Section 223 of CAATSA requires the Secretary of the Treasury to modify Directive 4 of Executive Order 13662 by October 31, 2017, with effect by January 29, 2018, to prohibit U.S. persons from providing, exporting or re-exporting goods, services (except for financial services) or technology in support of exploration or production for new deepwater, Arctic offshore or shale projects located anywhere in the world (versus current restrictions on only such projects within Russia) that (i) have the potential to produce oil and (ii) involve a person subject to Directive 4, which “has a controlling interest or a substantial non-controlling ownership interest in such a project” of 33 percent or more.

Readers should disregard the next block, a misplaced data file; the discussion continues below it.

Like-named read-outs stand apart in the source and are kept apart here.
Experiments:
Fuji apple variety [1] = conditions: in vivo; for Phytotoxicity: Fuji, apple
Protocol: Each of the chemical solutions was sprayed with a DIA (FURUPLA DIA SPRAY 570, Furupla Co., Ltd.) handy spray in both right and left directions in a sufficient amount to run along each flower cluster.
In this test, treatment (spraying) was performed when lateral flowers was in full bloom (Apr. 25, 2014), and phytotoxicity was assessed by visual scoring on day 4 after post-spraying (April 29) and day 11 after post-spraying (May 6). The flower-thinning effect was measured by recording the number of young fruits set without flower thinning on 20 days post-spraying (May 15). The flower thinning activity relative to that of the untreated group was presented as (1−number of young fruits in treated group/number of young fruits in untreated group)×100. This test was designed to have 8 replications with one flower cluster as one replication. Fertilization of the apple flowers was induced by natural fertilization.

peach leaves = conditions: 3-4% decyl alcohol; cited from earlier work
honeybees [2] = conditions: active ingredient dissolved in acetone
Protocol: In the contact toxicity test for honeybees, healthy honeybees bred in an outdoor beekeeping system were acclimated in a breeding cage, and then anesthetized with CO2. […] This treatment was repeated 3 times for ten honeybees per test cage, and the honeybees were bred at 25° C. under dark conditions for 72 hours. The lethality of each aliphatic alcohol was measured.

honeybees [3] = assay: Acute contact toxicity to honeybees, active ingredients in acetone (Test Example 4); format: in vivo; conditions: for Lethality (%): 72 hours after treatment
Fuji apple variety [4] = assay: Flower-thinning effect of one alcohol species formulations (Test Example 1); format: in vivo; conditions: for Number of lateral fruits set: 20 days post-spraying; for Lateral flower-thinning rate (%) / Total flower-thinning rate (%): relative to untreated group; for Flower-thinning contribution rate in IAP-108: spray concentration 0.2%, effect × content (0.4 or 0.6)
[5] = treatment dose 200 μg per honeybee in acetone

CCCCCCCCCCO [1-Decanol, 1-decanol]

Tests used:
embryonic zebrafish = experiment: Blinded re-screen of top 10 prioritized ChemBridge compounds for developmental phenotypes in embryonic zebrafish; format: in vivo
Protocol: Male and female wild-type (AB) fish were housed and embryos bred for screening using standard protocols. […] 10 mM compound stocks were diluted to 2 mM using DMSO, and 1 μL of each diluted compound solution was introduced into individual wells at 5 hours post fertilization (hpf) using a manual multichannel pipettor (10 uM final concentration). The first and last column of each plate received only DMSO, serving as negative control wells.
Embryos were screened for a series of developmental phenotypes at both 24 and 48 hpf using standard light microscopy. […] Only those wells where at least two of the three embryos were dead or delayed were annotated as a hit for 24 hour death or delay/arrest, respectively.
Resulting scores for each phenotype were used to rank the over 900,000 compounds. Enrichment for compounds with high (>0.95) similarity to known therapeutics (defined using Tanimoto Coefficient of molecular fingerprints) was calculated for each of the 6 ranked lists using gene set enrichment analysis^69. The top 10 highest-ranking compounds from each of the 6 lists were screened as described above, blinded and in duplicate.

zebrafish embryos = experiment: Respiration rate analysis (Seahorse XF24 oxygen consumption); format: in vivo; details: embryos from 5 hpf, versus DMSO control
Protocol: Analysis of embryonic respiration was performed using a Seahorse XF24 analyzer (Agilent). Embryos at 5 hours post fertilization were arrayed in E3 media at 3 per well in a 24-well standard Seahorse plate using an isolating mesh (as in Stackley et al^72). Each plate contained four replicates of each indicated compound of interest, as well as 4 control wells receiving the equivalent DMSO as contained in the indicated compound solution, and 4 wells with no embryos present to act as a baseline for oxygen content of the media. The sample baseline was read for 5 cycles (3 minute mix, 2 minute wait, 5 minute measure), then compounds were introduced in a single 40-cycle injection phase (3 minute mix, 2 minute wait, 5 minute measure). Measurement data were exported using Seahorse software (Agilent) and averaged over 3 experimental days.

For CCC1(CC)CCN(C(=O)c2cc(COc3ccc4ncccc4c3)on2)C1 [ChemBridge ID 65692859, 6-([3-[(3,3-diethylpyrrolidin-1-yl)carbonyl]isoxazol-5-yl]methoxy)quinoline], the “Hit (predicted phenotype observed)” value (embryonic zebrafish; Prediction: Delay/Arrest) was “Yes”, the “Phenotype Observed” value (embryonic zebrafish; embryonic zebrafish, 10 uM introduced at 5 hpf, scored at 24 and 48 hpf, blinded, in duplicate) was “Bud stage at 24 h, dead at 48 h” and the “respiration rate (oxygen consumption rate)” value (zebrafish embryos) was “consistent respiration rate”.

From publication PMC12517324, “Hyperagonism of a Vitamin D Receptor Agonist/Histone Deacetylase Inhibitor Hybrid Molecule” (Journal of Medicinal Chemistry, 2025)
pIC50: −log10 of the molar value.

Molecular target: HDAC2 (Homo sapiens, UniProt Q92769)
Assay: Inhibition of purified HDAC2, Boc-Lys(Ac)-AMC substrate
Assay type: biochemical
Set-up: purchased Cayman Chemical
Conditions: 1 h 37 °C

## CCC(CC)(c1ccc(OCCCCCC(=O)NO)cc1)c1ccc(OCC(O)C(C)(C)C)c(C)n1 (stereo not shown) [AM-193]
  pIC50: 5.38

Despite a statutory deadline of October 1, 2017, as of the date of this writing, October 4, 2017, the President has not issued regulations or other guidance or designations of “persons that are part of, or operate for or on behalf of, the defense and intelligence sectors of the Government of the Russian Federation” that are to be subject to mandatory sanctions pursuant to Section 231 of CAATSA. The new law includes provisions for the imposition of U.S. punitive measures against parties that engage in “significant transactions” with such listed entities. The President has delegated authority to designate such entities to the Secretary of State (in consultation with the Secretary of the Treasury) under a presidential memorandum, but,, to date, the Secretary has not imposed sanctions pursuant to this section.